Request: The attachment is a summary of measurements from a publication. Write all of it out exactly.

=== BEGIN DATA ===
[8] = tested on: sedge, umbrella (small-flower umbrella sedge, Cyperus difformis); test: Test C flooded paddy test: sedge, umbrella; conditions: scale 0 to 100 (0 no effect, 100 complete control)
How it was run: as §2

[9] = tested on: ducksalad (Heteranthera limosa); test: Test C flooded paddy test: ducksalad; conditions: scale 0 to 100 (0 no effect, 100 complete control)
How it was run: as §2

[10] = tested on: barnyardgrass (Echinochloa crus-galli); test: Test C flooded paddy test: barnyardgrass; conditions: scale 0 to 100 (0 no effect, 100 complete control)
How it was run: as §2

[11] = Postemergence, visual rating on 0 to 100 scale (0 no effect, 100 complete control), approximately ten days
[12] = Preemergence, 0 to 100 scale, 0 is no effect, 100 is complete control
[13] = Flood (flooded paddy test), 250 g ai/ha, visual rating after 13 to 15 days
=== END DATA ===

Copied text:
[8] = tested on: sedge, umbrella (small-flower umbrella sedge, Cyperus difformis); test: Test C flooded paddy test: sedge, umbrella; conditions: scale 0 to 100 (0 no effect, 100 complete control)
How it was run: as §2

[9] = tested on: ducksalad (Heteranthera limosa); test: Test C flooded paddy test: ducksalad; conditions: scale 0 to 100 (0 no effect, 100 complete control)
How it was run: as §2

[10] = tested on: barnyardgrass (Echinochloa crus-galli); test: Test C flooded paddy test: barnyardgrass; conditions: scale 0 to 100 (0 no effect, 100 complete control)
How it was run: as §2

[11] = Postemergence, visual rating on 0 to 100 scale (0 no effect, 100 complete control), approximately ten days
[12] = Preemergence, 0 to 100 scale, 0 is no effect, 100 is complete control
[13] = Flood (flooded paddy test), 250 g ai/ha, visual rating after 13 to 15 days